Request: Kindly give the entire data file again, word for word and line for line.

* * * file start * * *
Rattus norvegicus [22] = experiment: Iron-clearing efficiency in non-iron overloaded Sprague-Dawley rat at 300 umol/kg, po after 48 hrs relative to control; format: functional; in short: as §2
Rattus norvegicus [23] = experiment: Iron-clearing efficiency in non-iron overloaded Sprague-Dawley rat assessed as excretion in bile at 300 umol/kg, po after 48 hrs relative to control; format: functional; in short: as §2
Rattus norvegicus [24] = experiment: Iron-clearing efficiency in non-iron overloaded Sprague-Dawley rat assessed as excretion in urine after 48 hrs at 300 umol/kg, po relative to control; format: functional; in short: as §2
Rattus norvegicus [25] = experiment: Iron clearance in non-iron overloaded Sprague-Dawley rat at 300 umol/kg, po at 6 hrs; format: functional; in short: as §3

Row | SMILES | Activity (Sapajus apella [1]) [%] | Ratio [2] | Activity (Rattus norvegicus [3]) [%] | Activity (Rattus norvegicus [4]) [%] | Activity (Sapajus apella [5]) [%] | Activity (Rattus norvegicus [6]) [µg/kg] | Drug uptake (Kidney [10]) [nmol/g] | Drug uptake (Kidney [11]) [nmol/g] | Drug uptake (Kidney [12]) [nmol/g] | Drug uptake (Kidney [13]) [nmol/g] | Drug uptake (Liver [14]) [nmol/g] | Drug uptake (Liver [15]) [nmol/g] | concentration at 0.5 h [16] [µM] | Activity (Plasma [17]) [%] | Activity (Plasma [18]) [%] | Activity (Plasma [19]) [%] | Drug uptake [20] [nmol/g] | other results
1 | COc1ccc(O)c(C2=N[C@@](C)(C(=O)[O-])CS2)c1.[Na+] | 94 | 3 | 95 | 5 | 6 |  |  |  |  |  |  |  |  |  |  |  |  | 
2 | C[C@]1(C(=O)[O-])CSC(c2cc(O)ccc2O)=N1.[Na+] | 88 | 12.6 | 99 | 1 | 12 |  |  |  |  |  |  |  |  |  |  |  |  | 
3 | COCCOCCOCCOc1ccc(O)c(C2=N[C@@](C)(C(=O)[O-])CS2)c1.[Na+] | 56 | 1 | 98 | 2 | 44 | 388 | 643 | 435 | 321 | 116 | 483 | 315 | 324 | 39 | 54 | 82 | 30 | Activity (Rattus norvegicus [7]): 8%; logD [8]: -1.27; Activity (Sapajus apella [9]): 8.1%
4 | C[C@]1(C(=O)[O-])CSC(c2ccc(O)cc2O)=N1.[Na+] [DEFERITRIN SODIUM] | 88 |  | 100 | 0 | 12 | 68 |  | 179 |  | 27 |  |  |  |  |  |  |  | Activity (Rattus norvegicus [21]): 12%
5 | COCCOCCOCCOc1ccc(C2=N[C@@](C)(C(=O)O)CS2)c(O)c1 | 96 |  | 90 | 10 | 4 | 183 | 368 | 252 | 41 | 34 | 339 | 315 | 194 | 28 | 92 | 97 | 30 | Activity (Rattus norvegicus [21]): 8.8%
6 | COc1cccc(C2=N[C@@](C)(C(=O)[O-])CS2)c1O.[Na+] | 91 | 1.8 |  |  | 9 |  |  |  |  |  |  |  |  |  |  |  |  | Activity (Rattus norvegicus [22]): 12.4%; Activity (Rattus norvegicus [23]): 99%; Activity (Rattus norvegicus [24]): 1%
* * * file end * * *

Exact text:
Rattus norvegicus [22] = experiment: Iron-clearing efficiency in non-iron overloaded Sprague-Dawley rat at 300 umol/kg, po after 48 hrs relative to control; format: functional; in short: as §2
Rattus norvegicus [23] = experiment: Iron-clearing efficiency in non-iron overloaded Sprague-Dawley rat assessed as excretion in bile at 300 umol/kg, po after 48 hrs relative to control; format: functional; in short: as §2
Rattus norvegicus [24] = experiment: Iron-clearing efficiency in non-iron overloaded Sprague-Dawley rat assessed as excretion in urine after 48 hrs at 300 umol/kg, po relative to control; format: functional; in short: as §2
Rattus norvegicus [25] = experiment: Iron clearance in non-iron overloaded Sprague-Dawley rat at 300 umol/kg, po at 6 hrs; format: functional; in short: as §3

Row | SMILES | Activity (Sapajus apella [1]) [%] | Ratio [2] | Activity (Rattus norvegicus [3]) [%] | Activity (Rattus norvegicus [4]) [%] | Activity (Sapajus apella [5]) [%] | Activity (Rattus norvegicus [6]) [µg/kg] | Drug uptake (Kidney [10]) [nmol/g] | Drug uptake (Kidney [11]) [nmol/g] | Drug uptake (Kidney [12]) [nmol/g] | Drug uptake (Kidney [13]) [nmol/g] | Drug uptake (Liver [14]) [nmol/g] | Drug uptake (Liver [15]) [nmol/g] | concentration at 0.5 h [16] [µM] | Activity (Plasma [17]) [%] | Activity (Plasma [18]) [%] | Activity (Plasma [19]) [%] | Drug uptake [20] [nmol/g] | other results
1 | COc1ccc(O)c(C2=N[C@@](C)(C(=O)[O-])CS2)c1.[Na+] | 94 | 3 | 95 | 5 | 6 |  |  |  |  |  |  |  |  |  |  |  |  | 
2 | C[C@]1(C(=O)[O-])CSC(c2cc(O)ccc2O)=N1.[Na+] | 88 | 12.6 | 99 | 1 | 12 |  |  |  |  |  |  |  |  |  |  |  |  | 
3 | COCCOCCOCCOc1ccc(O)c(C2=N[C@@](C)(C(=O)[O-])CS2)c1.[Na+] | 56 | 1 | 98 | 2 | 44 | 388 | 643 | 435 | 321 | 116 | 483 | 315 | 324 | 39 | 54 | 82 | 30 | Activity (Rattus norvegicus [7]): 8%; logD [8]: -1.27; Activity (Sapajus apella [9]): 8.1%
4 | C[C@]1(C(=O)[O-])CSC(c2ccc(O)cc2O)=N1.[Na+] [DEFERITRIN SODIUM] | 88 |  | 100 | 0 | 12 | 68 |  | 179 |  | 27 |  |  |  |  |  |  |  | Activity (Rattus norvegicus [21]): 12%
5 | COCCOCCOCCOc1ccc(C2=N[C@@](C)(C(=O)O)CS2)c(O)c1 | 96 |  | 90 | 10 | 4 | 183 | 368 | 252 | 41 | 34 | 339 | 315 | 194 | 28 | 92 | 97 | 30 | Activity (Rattus norvegicus [21]): 8.8%
6 | COc1cccc(C2=N[C@@](C)(C(=O)[O-])CS2)c1O.[Na+] | 91 | 1.8 |  |  | 9 |  |  |  |  |  |  |  |  |  |  |  |  | Activity (Rattus norvegicus [22]): 12.4%; Activity (Rattus norvegicus [23]): 99%; Activity (Rattus norvegicus [24]): 1%